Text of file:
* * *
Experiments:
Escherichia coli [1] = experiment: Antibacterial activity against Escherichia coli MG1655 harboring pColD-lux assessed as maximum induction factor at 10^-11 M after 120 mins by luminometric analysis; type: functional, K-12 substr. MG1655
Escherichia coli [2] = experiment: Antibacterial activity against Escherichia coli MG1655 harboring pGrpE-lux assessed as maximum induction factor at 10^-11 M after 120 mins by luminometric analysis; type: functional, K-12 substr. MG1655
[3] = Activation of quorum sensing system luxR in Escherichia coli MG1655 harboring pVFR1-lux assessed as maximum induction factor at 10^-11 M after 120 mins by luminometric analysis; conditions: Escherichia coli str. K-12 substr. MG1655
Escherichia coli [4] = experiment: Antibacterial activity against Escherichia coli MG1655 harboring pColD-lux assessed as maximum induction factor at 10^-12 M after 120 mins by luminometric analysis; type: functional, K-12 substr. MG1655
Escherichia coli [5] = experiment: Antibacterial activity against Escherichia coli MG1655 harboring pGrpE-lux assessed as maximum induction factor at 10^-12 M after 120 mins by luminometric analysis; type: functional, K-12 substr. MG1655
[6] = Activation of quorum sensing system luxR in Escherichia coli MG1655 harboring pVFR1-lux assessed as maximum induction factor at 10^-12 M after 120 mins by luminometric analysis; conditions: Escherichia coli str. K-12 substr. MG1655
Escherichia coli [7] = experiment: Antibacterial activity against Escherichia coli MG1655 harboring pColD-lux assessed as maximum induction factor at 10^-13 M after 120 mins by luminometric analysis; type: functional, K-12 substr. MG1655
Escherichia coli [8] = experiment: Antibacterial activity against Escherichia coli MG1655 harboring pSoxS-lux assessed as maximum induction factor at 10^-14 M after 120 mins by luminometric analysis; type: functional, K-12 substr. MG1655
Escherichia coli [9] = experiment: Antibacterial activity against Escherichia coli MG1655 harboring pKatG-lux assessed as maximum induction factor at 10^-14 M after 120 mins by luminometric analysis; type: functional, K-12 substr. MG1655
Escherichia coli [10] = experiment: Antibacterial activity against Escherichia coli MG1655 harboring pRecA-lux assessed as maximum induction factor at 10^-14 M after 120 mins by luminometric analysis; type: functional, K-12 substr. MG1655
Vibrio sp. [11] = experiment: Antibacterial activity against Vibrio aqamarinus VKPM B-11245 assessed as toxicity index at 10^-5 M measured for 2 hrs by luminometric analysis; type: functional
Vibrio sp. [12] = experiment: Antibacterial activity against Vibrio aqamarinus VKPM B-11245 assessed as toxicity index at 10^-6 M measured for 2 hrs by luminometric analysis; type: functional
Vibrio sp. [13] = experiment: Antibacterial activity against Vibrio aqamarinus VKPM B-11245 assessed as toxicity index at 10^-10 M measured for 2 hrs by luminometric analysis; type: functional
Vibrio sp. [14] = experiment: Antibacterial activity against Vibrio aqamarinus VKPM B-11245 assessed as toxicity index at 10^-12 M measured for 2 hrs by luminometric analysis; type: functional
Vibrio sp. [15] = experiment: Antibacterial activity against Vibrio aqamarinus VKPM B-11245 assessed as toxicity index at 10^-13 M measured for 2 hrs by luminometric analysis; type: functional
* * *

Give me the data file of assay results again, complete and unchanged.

Experiments:
Escherichia coli [1] = experiment: Antibacterial activity against Escherichia coli MG1655 harboring pColD-lux assessed as maximum induction factor at 10^-11 M after 120 mins by luminometric analysis; type: functional, K-12 substr. MG1655
Escherichia coli [2] = experiment: Antibacterial activity against Escherichia coli MG1655 harboring pGrpE-lux assessed as maximum induction factor at 10^-11 M after 120 mins by luminometric analysis; type: functional, K-12 substr. MG1655
[3] = Activation of quorum sensing system luxR in Escherichia coli MG1655 harboring pVFR1-lux assessed as maximum induction factor at 10^-11 M after 120 mins by luminometric analysis; conditions: Escherichia coli str. K-12 substr. MG1655
Escherichia coli [4] = experiment: Antibacterial activity against Escherichia coli MG1655 harboring pColD-lux assessed as maximum induction factor at 10^-12 M after 120 mins by luminometric analysis; type: functional, K-12 substr. MG1655
Escherichia coli [5] = experiment: Antibacterial activity against Escherichia coli MG1655 harboring pGrpE-lux assessed as maximum induction factor at 10^-12 M after 120 mins by luminometric analysis; type: functional, K-12 substr. MG1655
[6] = Activation of quorum sensing system luxR in Escherichia coli MG1655 harboring pVFR1-lux assessed as maximum induction factor at 10^-12 M after 120 mins by luminometric analysis; conditions: Escherichia coli str. K-12 substr. MG1655
Escherichia coli [7] = experiment: Antibacterial activity against Escherichia coli MG1655 harboring pColD-lux assessed as maximum induction factor at 10^-13 M after 120 mins by luminometric analysis; type: functional, K-12 substr. MG1655
Escherichia coli [8] = experiment: Antibacterial activity against Escherichia coli MG1655 harboring pSoxS-lux assessed as maximum induction factor at 10^-14 M after 120 mins by luminometric analysis; type: functional, K-12 substr. MG1655
Escherichia coli [9] = experiment: Antibacterial activity against Escherichia coli MG1655 harboring pKatG-lux assessed as maximum induction factor at 10^-14 M after 120 mins by luminometric analysis; type: functional, K-12 substr. MG1655
Escherichia coli [10] = experiment: Antibacterial activity against Escherichia coli MG1655 harboring pRecA-lux assessed as maximum induction factor at 10^-14 M after 120 mins by luminometric analysis; type: functional, K-12 substr. MG1655
Vibrio sp. [11] = experiment: Antibacterial activity against Vibrio aqamarinus VKPM B-11245 assessed as toxicity index at 10^-5 M measured for 2 hrs by luminometric analysis; type: functional
Vibrio sp. [12] = experiment: Antibacterial activity against Vibrio aqamarinus VKPM B-11245 assessed as toxicity index at 10^-6 M measured for 2 hrs by luminometric analysis; type: functional
Vibrio sp. [13] = experiment: Antibacterial activity against Vibrio aqamarinus VKPM B-11245 assessed as toxicity index at 10^-10 M measured for 2 hrs by luminometric analysis; type: functional
Vibrio sp. [14] = experiment: Antibacterial activity against Vibrio aqamarinus VKPM B-11245 assessed as toxicity index at 10^-12 M measured for 2 hrs by luminometric analysis; type: functional
Vibrio sp. [15] = experiment: Antibacterial activity against Vibrio aqamarinus VKPM B-11245 assessed as toxicity index at 10^-13 M measured for 2 hrs by luminometric analysis; type: functional